When I was a junior and senior in high school, I got the opportunity to go on several campus tours led by current students who, at the end of the tours, expectantly asked if the other prospective students and I had any questions. My mind somehow drew a blank at this point on every single tour.
Several years later, as a college graduate working for a college prep organization, I got the opportunity to go on several more campus tours with my students, and none of them seemed to be able to think of good questions either!
Because I hope that other students will be able to avoid this deer-in-the-headlights effect during their own college visits, I’ve put together this list of the type of questions that students should ask tour guides and admissions officers.
Questions about Student Life
Many times, campus tours are led by current students who can give you the kind of firsthand information about student life that you can’t get just from reviewing the school’s website or brochure.
Students should consider asking questions like:
Questions about Academics
Of course, you want to have a good quality of life on campus, but you also want to ensure that you’re getting a good education that will help you reach your future career goals.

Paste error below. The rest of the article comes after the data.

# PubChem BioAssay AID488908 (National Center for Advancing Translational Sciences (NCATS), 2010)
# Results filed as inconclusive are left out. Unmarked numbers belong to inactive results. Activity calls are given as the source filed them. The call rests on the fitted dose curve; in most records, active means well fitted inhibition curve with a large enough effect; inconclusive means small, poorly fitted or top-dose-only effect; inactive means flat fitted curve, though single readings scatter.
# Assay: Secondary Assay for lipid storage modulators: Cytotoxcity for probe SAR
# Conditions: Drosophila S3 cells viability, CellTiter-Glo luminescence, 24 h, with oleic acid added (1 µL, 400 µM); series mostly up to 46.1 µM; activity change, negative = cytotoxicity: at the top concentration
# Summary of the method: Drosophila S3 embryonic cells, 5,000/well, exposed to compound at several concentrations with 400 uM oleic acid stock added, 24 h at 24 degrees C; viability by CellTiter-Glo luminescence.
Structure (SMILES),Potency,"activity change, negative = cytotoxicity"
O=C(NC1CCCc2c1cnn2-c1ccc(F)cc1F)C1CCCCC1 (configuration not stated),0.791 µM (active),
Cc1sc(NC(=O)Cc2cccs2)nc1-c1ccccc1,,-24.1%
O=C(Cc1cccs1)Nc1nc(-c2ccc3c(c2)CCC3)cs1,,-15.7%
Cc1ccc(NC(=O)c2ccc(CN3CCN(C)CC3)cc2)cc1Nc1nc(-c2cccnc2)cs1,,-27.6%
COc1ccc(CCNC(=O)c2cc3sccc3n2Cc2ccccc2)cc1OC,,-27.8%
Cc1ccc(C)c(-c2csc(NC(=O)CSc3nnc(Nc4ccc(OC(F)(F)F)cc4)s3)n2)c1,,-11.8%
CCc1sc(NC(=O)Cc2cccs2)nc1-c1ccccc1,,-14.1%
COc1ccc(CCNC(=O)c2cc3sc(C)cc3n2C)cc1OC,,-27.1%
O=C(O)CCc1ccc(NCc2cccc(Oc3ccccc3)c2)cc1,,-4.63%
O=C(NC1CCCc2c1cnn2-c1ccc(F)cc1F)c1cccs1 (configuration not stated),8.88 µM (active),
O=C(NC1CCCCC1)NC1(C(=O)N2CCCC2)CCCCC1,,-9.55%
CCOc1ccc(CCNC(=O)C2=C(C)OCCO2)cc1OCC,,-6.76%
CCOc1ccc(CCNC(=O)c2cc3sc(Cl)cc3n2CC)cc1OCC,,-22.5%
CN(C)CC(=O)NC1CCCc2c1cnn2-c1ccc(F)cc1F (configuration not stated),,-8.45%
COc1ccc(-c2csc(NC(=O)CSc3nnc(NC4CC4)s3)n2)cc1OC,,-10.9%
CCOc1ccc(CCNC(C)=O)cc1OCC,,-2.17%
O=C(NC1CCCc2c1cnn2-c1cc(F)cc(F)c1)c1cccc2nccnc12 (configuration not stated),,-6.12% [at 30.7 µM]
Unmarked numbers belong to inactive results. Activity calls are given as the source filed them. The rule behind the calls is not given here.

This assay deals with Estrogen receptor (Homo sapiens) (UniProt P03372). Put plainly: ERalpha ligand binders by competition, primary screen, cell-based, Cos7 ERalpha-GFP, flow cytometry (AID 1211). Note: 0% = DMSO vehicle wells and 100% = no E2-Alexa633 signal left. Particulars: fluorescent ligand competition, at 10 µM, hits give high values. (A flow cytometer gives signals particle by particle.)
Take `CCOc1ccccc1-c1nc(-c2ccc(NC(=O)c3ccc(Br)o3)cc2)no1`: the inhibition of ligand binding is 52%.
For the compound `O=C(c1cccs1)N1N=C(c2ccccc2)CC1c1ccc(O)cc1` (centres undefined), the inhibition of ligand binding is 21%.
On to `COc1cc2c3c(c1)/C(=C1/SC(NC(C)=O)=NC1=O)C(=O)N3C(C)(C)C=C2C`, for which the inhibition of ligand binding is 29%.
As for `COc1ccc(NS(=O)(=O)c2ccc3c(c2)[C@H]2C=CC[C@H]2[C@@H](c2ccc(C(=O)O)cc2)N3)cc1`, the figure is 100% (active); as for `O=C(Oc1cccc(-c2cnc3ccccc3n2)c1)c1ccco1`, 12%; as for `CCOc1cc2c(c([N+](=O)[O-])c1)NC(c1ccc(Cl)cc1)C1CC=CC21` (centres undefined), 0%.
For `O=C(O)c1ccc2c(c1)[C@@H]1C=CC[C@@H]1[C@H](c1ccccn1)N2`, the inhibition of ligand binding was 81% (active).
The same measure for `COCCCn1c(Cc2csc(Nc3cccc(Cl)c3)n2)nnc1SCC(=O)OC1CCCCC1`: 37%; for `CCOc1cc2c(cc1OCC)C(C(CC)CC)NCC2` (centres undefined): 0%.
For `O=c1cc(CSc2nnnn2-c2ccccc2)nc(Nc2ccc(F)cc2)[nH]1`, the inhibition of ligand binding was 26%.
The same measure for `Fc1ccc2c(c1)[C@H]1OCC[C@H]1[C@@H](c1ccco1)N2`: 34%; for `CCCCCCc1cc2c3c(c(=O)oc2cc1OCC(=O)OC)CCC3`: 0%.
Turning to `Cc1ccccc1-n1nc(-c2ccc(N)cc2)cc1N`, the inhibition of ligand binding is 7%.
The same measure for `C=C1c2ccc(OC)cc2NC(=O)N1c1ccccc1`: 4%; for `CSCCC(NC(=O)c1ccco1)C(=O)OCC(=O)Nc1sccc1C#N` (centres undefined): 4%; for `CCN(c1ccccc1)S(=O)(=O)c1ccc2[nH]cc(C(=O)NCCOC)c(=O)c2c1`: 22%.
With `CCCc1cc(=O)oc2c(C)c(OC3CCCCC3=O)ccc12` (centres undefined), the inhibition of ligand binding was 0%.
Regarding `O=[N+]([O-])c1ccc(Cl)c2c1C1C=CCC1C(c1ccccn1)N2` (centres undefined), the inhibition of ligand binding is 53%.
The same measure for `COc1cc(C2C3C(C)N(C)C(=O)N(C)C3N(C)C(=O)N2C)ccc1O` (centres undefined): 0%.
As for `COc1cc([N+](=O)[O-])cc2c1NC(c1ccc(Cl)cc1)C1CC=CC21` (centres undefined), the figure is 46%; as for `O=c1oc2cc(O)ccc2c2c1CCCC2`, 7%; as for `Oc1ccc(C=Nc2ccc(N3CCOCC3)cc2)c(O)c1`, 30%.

Consider asking questions like:
Questions about Financial Aid
With the rising costs of college, how to pay for college is something that’s on the minds of plenty of high school students and their parents. The best way to be able to pay for college is to find a school that offers plenty of financial aid, including scholarships and work-study opportunities.
When you visit a college, you may get to attend a talk (or even meet one-on-one) with someone from either the Admissions or Financial Aid office, and if you get that opportunity, you should consider asking some of these questions:
Questions about Graduation
Another extremely important factor to consider when visiting a college is how many students graduate from that school. A college may have brand-new facilities and a bunch of cool-sounding classes, but if their 6-year graduation rate is 20%, that should raise some questions.
Here are some more things you should consider asking an admissions officer or anyone else who works for the college:
Of course, this is by no means an exhaustive list of questions that students can ask during a college visit. Students should ask anything that they feel will give them a better sense of the college and what sets it apart from the other schools they are applying to. Asking plenty of questions can help students make a better-informed decision when the time comes to select their college.
This advice for prospective students brought to you by Kendall College.
The post Questions to Ask on a College Visit appeared first on Custom College Visits.
With our son in his final year of high school we are among the ranks of parents trying to keep everything under control as he works his way through the college application and admission maze.